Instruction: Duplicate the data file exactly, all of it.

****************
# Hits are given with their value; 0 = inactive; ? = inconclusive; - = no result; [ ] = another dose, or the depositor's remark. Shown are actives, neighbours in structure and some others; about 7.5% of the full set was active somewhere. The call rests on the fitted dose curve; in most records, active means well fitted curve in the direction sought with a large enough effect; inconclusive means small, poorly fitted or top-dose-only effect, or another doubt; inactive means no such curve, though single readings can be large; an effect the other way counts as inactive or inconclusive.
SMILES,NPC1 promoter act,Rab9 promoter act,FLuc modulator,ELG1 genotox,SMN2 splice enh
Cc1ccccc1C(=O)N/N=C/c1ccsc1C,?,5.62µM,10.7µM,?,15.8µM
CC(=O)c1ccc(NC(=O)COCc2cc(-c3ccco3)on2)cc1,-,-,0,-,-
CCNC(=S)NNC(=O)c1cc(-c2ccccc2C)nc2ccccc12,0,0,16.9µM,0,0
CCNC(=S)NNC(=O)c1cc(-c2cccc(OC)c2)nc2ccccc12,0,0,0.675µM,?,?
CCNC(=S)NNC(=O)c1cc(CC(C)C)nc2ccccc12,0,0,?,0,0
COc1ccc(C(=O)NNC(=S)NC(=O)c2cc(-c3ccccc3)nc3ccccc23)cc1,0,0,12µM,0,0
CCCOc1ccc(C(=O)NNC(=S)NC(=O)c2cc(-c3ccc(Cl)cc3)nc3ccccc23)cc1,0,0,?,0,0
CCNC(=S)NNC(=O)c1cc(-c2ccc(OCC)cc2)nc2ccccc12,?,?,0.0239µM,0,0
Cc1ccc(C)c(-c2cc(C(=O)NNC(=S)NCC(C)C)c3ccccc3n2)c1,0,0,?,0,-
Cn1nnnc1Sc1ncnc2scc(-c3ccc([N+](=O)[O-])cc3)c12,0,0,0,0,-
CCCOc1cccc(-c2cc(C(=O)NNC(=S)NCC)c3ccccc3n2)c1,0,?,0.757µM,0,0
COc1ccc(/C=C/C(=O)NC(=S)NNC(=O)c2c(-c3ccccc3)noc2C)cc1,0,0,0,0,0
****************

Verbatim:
# Hits are given with their value; 0 = inactive; ? = inconclusive; - = no result; [ ] = another dose, or the depositor's remark. Shown are actives, neighbours in structure and some others; about 7.5% of the full set was active somewhere. The call rests on the fitted dose curve; in most records, active means well fitted curve in the direction sought with a large enough effect; inconclusive means small, poorly fitted or top-dose-only effect, or another doubt; inactive means no such curve, though single readings can be large; an effect the other way counts as inactive or inconclusive.
SMILES,NPC1 promoter act,Rab9 promoter act,FLuc modulator,ELG1 genotox,SMN2 splice enh
Cc1ccccc1C(=O)N/N=C/c1ccsc1C,?,5.62µM,10.7µM,?,15.8µM
CC(=O)c1ccc(NC(=O)COCc2cc(-c3ccco3)on2)cc1,-,-,0,-,-
CCNC(=S)NNC(=O)c1cc(-c2ccccc2C)nc2ccccc12,0,0,16.9µM,0,0
CCNC(=S)NNC(=O)c1cc(-c2cccc(OC)c2)nc2ccccc12,0,0,0.675µM,?,?
CCNC(=S)NNC(=O)c1cc(CC(C)C)nc2ccccc12,0,0,?,0,0
COc1ccc(C(=O)NNC(=S)NC(=O)c2cc(-c3ccccc3)nc3ccccc23)cc1,0,0,12µM,0,0
CCCOc1ccc(C(=O)NNC(=S)NC(=O)c2cc(-c3ccc(Cl)cc3)nc3ccccc23)cc1,0,0,?,0,0
CCNC(=S)NNC(=O)c1cc(-c2ccc(OCC)cc2)nc2ccccc12,?,?,0.0239µM,0,0
Cc1ccc(C)c(-c2cc(C(=O)NNC(=S)NCC(C)C)c3ccccc3n2)c1,0,0,?,0,-
Cn1nnnc1Sc1ncnc2scc(-c3ccc([N+](=O)[O-])cc3)c12,0,0,0,0,-
CCCOc1cccc(-c2cc(C(=O)NNC(=S)NCC)c3ccccc3n2)c1,0,?,0.757µM,0,0
COc1ccc(/C=C/C(=O)NC(=S)NNC(=O)c2c(-c3ccccc3)noc2C)cc1,0,0,0,0,0